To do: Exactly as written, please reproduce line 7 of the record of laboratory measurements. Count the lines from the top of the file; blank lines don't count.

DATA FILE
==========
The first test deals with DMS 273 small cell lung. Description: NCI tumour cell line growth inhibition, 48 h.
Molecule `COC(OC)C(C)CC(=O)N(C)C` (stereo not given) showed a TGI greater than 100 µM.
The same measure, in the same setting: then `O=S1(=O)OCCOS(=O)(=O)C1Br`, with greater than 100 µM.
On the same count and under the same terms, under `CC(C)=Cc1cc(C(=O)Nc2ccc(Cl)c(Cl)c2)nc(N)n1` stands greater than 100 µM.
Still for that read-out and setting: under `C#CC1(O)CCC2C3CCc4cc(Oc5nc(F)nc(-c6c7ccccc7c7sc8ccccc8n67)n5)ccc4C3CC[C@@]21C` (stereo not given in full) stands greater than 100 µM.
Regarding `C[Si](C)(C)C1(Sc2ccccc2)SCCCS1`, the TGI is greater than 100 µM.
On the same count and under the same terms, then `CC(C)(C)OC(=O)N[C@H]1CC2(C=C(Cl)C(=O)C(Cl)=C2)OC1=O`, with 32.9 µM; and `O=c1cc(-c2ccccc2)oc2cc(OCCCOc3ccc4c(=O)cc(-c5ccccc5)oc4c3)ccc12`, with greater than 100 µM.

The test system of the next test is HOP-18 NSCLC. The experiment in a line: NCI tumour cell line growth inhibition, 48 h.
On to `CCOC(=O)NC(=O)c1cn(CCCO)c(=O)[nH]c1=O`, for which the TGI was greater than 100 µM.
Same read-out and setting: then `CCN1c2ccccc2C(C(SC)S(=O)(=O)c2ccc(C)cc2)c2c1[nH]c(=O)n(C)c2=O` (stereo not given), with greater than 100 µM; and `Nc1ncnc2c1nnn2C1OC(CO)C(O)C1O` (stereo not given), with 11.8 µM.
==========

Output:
On the same count and under the same terms, then `CC(C)(C)OC(=O)N[C@H]1CC2(C=C(Cl)C(=O)C(Cl)=C2)OC1=O`, with 32.9 µM; and `O=c1cc(-c2ccccc2)oc2cc(OCCCOc3ccc4c(=O)cc(-c5ccccc5)oc4c3)ccc12`, with greater than 100 µM.